When news broke this past Friday night of President George H.W. Bush’s passing at the age of 94, press reports were quick to mention his “patrician” pedigree. The son of a United States senator, the New England-bred Mr. Bush attended an elite prep school and later Yale University.
Implied in such a reference is the insinuation that George Herbert Walker Bush began life with a lot compared to the average American, which wouldn’t be entirely untrue. Yet, such references often include assumptions that our nation’s forty-first president sailed seamlessly through his nine-plus decades of life.
It just isn’t true.
In fact, one of the more impressive aspects of President Bush’s long and significant life is that he accomplished all that he did despite the many setbacks and heartbreaks that he endured across the years.
First, there was the physical danger he survived. As a Navy aviator during World War II, President Bush survived two harrowing near-death experiences. In 1943, he was forced to make a crash landing after a bombing mission. A year later, on September 2, 1944, his plane was hit after he had successfully bombed a Japanese island. He managed to escape, parachuting into the Pacific Ocean, floating on a life raft for four hours before being rescued. It wasn’t long before he was back up in the air to continue targeting the enemy. All told, he completed 58 combat missions and won three air medals, in addition to receiving a Presidential Unit Citation.
Nearly 8 years later, Mr. & Mrs. Bush suffered the “loss that lasts forever” when their three-year-old daughter, Robin, succumbed to leukemia. President Bush would talk for the rest of his life about how difficult it was to see their little girl grow weaker by the day. After she died, through his own tears, he pulled his family together amidst a tragedy that very often tears a marriage apart.
The future president’s political rise was choppy, losing his first campaign in 1964 to an incumbent Texas senator named Ralph Yarborough. Although his two successful campaigns for the House of Representatives were successful in 1966 and 1968, he lost his second bid for the Senate in 1970.
Between his unsuccessful Senate run in 1970 and his failed bid for the Republican nomination for president in 1980, Mr. Bush held numerous high-profile, high-stress government roles, including ambassador to the United Nations, head of the Republican Party during the Watergate drama, and finally, director of the CIA.
Mr. Bush’s ascent to the presidency in 1989 following his 8-year term as vice president to Ronald Reagan marked the high point of the Connecticuter-turned-Texan’s career. His four years as president spanned the emotional and professional spectrum. He led America to victory in the wildly successful First Gulf War but was shortly thereafter voted out of office when the economy took a dive.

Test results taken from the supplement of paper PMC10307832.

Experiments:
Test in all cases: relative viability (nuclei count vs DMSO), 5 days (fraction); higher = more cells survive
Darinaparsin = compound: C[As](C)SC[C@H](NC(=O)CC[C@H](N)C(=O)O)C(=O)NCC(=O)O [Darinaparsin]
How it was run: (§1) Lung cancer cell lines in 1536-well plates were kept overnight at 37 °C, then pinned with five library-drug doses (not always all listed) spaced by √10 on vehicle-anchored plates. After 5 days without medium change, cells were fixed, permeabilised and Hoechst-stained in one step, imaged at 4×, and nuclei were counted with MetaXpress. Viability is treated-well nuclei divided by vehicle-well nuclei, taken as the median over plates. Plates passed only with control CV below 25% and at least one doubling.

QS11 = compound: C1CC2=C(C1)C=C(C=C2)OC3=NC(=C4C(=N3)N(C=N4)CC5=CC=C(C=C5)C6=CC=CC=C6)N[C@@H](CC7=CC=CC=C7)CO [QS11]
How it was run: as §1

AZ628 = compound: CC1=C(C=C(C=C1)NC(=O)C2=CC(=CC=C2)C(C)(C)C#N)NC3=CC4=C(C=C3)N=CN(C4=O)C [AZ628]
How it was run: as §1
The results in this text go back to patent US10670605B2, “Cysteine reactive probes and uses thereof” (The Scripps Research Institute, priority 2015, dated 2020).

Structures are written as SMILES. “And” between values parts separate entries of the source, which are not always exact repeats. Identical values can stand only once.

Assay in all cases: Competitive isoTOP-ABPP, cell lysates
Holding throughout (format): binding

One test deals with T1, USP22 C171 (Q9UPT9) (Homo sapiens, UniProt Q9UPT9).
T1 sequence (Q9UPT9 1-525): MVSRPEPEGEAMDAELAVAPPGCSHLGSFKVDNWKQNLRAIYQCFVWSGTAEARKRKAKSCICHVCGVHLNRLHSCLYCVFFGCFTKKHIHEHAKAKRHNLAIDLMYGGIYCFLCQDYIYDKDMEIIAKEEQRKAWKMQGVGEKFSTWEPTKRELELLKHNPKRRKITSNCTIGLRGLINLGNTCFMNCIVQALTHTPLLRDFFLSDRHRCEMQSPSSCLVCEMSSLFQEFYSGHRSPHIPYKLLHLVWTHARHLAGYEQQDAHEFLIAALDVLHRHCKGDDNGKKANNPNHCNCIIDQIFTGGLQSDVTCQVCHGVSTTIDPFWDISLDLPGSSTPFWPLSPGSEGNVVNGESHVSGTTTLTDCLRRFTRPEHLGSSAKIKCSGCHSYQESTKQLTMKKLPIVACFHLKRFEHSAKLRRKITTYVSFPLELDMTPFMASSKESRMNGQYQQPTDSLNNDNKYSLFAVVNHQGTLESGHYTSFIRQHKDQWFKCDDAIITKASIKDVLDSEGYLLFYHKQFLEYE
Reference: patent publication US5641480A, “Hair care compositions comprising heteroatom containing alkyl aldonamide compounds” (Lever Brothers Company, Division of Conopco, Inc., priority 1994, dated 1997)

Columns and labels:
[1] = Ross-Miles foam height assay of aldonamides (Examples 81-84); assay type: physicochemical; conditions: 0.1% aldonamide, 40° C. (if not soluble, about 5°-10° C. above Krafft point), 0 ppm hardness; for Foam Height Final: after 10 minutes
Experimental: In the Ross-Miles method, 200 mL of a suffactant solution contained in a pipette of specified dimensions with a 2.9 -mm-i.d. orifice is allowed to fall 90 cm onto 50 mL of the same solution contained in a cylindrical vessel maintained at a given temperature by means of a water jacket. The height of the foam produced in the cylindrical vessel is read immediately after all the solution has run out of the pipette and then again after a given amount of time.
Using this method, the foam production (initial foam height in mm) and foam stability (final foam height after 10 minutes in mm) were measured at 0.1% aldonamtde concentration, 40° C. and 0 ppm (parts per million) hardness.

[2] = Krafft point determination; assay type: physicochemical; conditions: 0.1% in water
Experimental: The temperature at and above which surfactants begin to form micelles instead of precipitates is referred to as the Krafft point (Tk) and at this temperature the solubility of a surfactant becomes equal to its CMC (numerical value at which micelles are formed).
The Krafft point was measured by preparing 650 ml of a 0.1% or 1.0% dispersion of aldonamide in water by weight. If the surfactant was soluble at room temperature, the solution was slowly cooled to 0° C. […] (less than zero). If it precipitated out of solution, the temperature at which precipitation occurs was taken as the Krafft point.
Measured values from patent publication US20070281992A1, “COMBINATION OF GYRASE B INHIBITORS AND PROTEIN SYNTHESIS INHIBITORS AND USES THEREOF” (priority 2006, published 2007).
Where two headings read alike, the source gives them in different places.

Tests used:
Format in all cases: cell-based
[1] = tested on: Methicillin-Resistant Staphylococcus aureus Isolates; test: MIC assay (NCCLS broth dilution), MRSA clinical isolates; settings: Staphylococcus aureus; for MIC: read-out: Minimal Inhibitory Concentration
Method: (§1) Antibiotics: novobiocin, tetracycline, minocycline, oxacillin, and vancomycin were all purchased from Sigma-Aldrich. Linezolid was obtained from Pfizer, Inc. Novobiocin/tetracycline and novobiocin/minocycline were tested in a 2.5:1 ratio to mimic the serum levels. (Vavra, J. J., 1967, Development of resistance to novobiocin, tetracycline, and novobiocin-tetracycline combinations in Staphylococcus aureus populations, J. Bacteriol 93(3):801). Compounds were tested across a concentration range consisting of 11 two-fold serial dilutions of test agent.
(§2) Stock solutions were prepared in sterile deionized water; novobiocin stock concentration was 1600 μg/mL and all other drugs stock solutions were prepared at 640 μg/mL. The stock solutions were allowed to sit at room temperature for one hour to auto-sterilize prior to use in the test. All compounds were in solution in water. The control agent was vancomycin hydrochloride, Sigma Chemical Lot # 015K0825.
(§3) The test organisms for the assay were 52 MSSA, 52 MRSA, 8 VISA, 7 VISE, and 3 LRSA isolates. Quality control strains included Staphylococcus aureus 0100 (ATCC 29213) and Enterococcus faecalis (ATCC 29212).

In the years following his presidency, Mr. Bush quietly cheered on his children, including George W. and Jeb. He saw George become governor of Texas and Jeb who won the governorship in Florida. In 2000, he watched with pride as George W. won the presidency, becoming only the second son of a previous president to follow his father into the Oval Office.
But his twilight wasn’t all serene or for the faint of heart. Mr. Bush endured the pain of watching his oldest son take the slings and arrows of political criticism. In his old age, he was also forced to manage the onset of Parkinson’s disease, a debilitating malady that eventually confined him to a wheelchair. Eight months prior to his own passing, President Bush endured another loss when he said goodbye to his beloved Barbara, his wife of 73 years.
The long and consequential life of George Herbert Walker Bush confirms what the Bible teaches and preaches. “In the world you will have tribulation,” said Jesus (John 16:33). Indeed, even the most successful person has to manage trials and tribulations. Nobody emerges unscathed. Even a long and wonderful life is marked by seasons of strife and watered by the shedding of tears.
Please join me in praying for the Bush family as they lay their father and grandfather to rest this week. Because he was a man who espoused a strong Christian faith, if his children could see where he went, I think they would wonder why they ever wept.